The fundamentally different idea in disc-bound notebooks is to take advantage of the inherent flexibility of paper to bend easily when in a single sheet, yet be strong when united together. It’s a kind of Zen approach to notebooks.
After seeing my first disc-bound notebook back at the pen show, I went hunting the world for more examples. At the international stationery show in Frankfurt, my merchandising group and I found versions from Israel, Brazil, India, Europe, and the UK. Each had slightly different spacing of the discs and different page sizes, but it was clear the idea had traveled around the world. Yet while it had gone a long way geographically, in another way, the idea had stalled out.
In all the renditions we saw, the notebooks were trying to compete with existing, inexpensive wire notebooks sold around the world. The disc-bound notebooks were better, yes, but their parts and assembly made them inherently more expensive to make. Since the largest market worldwide is for low-cost notebooks, the innovation foundered on the rocks of conventional thinking.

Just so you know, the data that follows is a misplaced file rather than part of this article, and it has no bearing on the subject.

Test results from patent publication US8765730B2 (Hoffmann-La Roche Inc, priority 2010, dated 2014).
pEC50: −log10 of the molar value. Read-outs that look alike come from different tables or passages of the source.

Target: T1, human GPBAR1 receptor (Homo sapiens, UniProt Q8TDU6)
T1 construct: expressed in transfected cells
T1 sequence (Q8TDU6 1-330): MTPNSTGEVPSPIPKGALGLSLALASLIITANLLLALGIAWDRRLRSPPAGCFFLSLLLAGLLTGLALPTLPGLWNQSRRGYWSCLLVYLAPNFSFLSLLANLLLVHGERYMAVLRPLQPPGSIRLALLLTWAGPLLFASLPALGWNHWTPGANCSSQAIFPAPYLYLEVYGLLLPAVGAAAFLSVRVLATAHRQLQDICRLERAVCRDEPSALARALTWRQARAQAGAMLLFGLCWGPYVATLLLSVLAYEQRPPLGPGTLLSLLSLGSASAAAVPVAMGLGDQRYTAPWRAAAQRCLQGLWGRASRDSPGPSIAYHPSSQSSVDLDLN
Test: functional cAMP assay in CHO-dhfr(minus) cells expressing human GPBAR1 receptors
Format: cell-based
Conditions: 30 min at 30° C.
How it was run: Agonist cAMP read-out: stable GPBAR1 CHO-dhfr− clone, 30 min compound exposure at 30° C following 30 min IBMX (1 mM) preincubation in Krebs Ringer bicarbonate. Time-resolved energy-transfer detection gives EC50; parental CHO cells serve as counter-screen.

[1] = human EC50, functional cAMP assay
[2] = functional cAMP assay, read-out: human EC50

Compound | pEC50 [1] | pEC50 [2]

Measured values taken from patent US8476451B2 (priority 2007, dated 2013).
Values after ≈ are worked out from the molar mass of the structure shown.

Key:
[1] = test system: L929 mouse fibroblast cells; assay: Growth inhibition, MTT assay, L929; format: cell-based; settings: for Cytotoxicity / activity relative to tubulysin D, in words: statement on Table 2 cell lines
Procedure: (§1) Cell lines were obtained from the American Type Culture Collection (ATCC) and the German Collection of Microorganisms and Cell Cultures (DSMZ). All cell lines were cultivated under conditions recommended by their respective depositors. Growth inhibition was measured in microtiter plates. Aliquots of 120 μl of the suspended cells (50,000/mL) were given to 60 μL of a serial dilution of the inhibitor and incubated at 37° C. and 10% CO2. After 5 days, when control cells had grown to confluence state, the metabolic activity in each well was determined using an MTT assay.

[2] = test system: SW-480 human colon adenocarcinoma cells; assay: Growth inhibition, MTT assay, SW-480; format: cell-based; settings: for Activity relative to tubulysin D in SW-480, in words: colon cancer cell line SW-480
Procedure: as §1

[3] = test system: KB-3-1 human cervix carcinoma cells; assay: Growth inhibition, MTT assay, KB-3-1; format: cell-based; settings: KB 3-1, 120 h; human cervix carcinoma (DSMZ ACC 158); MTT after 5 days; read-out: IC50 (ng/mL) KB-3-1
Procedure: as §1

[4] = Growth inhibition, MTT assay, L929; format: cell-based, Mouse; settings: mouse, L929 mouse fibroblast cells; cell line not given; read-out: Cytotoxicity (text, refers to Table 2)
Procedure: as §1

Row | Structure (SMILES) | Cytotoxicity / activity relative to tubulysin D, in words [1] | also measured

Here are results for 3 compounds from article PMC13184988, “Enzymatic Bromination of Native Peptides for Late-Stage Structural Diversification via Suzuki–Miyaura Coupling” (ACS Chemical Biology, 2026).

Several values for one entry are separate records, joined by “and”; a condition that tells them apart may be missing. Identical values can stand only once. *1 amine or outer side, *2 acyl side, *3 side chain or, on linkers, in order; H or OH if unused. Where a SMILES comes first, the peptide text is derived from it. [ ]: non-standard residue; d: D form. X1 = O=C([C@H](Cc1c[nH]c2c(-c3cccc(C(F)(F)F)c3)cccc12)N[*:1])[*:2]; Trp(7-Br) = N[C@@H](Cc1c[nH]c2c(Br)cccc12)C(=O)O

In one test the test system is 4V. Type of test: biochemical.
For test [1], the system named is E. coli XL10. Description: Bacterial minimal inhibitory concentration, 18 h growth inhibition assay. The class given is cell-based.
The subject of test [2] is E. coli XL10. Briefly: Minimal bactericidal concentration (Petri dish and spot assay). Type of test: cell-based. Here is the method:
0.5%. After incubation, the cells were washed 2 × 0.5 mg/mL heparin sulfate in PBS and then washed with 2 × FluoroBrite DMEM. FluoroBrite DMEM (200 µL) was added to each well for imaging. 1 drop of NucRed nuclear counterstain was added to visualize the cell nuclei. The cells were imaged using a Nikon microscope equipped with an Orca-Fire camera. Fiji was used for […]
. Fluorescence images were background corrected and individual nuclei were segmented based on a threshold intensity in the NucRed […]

But Levenger was, and still is, an oddball company in the stationery world. We sell to lawyers, engineers, teachers, scientists, doctors, professors, writers—professional people of all types whom we sometimes refer to as the hyperliterate. Our customers read and write for their livings—and typically for pleasure, too. They look to Levenger for high-quality tools of their trade. So we had a different mission than companies that had tried to sell disc-bound notebooks in the past. Ours was not to make them as inexpensive as possible in a vain effort to compete with conventional low-cost notebooks. Our mission was to see how good we could make them. How beautiful could these kinds of notebooks be, both in their function and their looks? First we would build it, and then see if they would come.